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CTIME(3)                   Linux Programmer's Manual                  CTIME(3)

NAME
       asctime,   ctime,   gmtime,   localtime,  mktime,  asctime_r,  ctime_r,
       gmtime_r, localtime_r - transform date and time to broken-down time  or
       ASCII

SYNOPSIS
       #include <time.h>

       char *asctime(const struct tm *tm);
       char *asctime_r(const struct tm *tm, char *buf);

       char *ctime(const time_t *timep);
       char *ctime_r(const time_t *timep, char *buf);

       struct tm *gmtime(const time_t *timep);
       struct tm *gmtime_r(const time_t *timep, struct tm *result);

       struct tm *localtime(const time_t *timep);
       struct tm *localtime_r(const time_t *timep, struct tm *result);

       time_t mktime(struct tm *tm);

   Feature Test Macro Requirements for glibc (see feature_test_macros(7)):

       asctime_r(), ctime_r(), gmtime_r(), localtime_r():
              _POSIX_C_SOURCE >= 1 || _XOPEN_SOURCE || _BSD_SOURCE ||
              _SVID_SOURCE || _POSIX_SOURCE

DESCRIPTION
       The ctime(), gmtime() and localtime() functions all take an argument of
       data  type  time_t which represents calendar time.  When interpreted as
       an absolute time value, it represents the  number  of  seconds  elapsed
       since the Epoch, 1970-01-01 00:00:00 +0000 (UTC).

       The asctime() and mktime() functions both take an argument representing
       broken-down time which is a representation separated into year,  month,
       day, etc.

       Broken-down  time  is  stored  in  the structure tm which is defined in
       <time.h> as follows:

           struct tm {
               int tm_sec;         /* seconds */
               int tm_min;         /* minutes */
               int tm_hour;        /* hours */
               int tm_mday;        /* day of the month */
               int tm_mon;         /* month */
               int tm_year;        /* year */
               int tm_wday;        /* day of the week */
               int tm_yday;        /* day in the year */
               int tm_isdst;       /* daylight saving time */
           };

       The members of the tm structure are:

       tm_sec    The number of seconds after the minute, normally in the range
                 0 to 59, but can be up to 60 to allow for leap seconds.

       tm_min    The number of minutes after the hour, in the range 0 to 59.

       tm_hour   The number of hours past midnight, in the range 0 to 23.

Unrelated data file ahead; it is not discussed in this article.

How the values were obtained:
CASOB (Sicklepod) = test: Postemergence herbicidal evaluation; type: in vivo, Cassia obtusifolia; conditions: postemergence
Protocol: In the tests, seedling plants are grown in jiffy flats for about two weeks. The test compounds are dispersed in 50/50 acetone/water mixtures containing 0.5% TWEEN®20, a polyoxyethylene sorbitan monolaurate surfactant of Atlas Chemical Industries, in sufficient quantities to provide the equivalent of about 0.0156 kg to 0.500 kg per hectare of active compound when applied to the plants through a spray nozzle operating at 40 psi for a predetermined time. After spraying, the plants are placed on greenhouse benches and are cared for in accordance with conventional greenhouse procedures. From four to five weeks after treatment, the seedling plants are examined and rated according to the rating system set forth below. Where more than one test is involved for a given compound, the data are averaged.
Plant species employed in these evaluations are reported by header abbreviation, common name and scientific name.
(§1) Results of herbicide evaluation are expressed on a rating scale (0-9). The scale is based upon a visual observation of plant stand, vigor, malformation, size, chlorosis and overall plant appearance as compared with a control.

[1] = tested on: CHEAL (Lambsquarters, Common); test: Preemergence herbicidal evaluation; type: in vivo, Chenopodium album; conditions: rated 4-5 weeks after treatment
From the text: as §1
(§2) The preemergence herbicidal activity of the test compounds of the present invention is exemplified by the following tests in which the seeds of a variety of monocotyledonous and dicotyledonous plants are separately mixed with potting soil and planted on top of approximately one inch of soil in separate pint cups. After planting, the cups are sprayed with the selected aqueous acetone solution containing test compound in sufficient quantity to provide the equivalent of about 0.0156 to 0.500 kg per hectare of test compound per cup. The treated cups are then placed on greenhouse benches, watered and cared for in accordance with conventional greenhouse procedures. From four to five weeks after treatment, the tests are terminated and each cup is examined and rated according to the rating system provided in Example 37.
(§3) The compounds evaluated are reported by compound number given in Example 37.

tm_mday   The day of the month, in the range 1 to 31.

       tm_mon    The number of months since January, in the range 0 to 11.

       tm_year   The number of years since 1900.

       tm_wday   The number of days since Sunday, in the range 0 to 6.

       tm_yday   The number of days since January 1, in the range 0 to 365.

       tm_isdst  A  flag  that  indicates  whether  daylight saving time is in
                 effect at the time described.  The value is positive if  day-
                 light  saving time is in effect, zero if it is not, and nega-
                 tive if the information is not available.

       The call ctime(t) is equivalent to asctime(localtime(t)).  It  converts
       the calendar time t into a null-terminated string of the form

              "Wed Jun 30 21:49:08 1993\n"

       The  abbreviations  for  the  days of the week are "Sun", "Mon", "Tue",
       "Wed", "Thu", "Fri", and "Sat".  The abbreviations for the  months  are
       "Jan",  "Feb",  "Mar", "Apr", "May", "Jun", "Jul", "Aug", "Sep", "Oct",
       "Nov", and "Dec".  The return value points to  a  statically  allocated
       string  which  might  be  overwritten by subsequent calls to any of the
       date and time functions.  The function also sets the external variables
       tzname,  timezone,  and  daylight (see tzset(3)) with information about
       the current timezone.  The reentrant version ctime_r() does  the  same,
       but  stores the string in a user-supplied buffer which should have room
       for at least 26 bytes.  It need not set tzname, timezone, and daylight.

       The gmtime() function converts the calendar time timep  to  broken-down
       time representation, expressed in Coordinated Universal Time (UTC).  It
       may return NULL when the year does not fit into an integer.  The return
       value  points to a statically allocated struct which might be overwrit-
       ten by subsequent calls to any of the date  and  time  functions.   The
       gmtime_r()  function  does the same, but stores the data in a user-sup-
       plied struct.

       The localtime() function converts the calendar time  timep  to  broken-
       down  time  representation,  expressed relative to the user's specified
       timezone.  The function acts as if it  called  tzset(3)  and  sets  the
       external  variables tzname with information about the current timezone,